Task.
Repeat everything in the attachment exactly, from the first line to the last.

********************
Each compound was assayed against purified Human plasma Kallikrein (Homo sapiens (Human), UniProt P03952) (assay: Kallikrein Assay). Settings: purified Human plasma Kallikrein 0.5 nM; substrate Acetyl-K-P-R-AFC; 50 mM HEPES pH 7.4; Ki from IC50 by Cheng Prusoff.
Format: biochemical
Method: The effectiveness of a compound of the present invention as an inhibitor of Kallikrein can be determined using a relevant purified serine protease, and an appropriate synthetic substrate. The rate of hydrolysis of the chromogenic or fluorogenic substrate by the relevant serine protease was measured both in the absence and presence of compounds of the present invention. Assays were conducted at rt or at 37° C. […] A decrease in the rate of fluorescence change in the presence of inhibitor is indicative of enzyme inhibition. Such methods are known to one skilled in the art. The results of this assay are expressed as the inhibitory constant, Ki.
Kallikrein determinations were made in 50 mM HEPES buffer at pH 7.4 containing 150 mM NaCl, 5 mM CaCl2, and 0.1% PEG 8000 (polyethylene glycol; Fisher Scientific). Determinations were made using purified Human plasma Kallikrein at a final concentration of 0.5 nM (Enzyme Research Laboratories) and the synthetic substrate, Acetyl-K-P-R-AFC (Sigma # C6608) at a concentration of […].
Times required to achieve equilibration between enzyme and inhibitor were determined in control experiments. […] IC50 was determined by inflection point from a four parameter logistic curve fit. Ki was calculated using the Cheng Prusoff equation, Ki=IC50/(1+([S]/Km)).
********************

Each compound was assayed against purified Human plasma Kallikrein (Homo sapiens (Human), UniProt P03952) (assay: Kallikrein Assay). Settings: purified Human plasma Kallikrein 0.5 nM; substrate Acetyl-K-P-R-AFC; 50 mM HEPES pH 7.4; Ki from IC50 by Cheng Prusoff.
Format: biochemical
Method: The effectiveness of a compound of the present invention as an inhibitor of Kallikrein can be determined using a relevant purified serine protease, and an appropriate synthetic substrate. The rate of hydrolysis of the chromogenic or fluorogenic substrate by the relevant serine protease was measured both in the absence and presence of compounds of the present invention. Assays were conducted at rt or at 37° C. […] A decrease in the rate of fluorescence change in the presence of inhibitor is indicative of enzyme inhibition. Such methods are known to one skilled in the art. The results of this assay are expressed as the inhibitory constant, Ki.
Kallikrein determinations were made in 50 mM HEPES buffer at pH 7.4 containing 150 mM NaCl, 5 mM CaCl2, and 0.1% PEG 8000 (polyethylene glycol; Fisher Scientific). Determinations were made using purified Human plasma Kallikrein at a final concentration of 0.5 nM (Enzyme Research Laboratories) and the synthetic substrate, Acetyl-K-P-R-AFC (Sigma # C6608) at a concentration of […].
Times required to achieve equilibration between enzyme and inhibitor were determined in control experiments. […] IC50 was determined by inflection point from a four parameter logistic curve fit. Ki was calculated using the Cheng Prusoff equation, Ki=IC50/(1+([S]/Km)).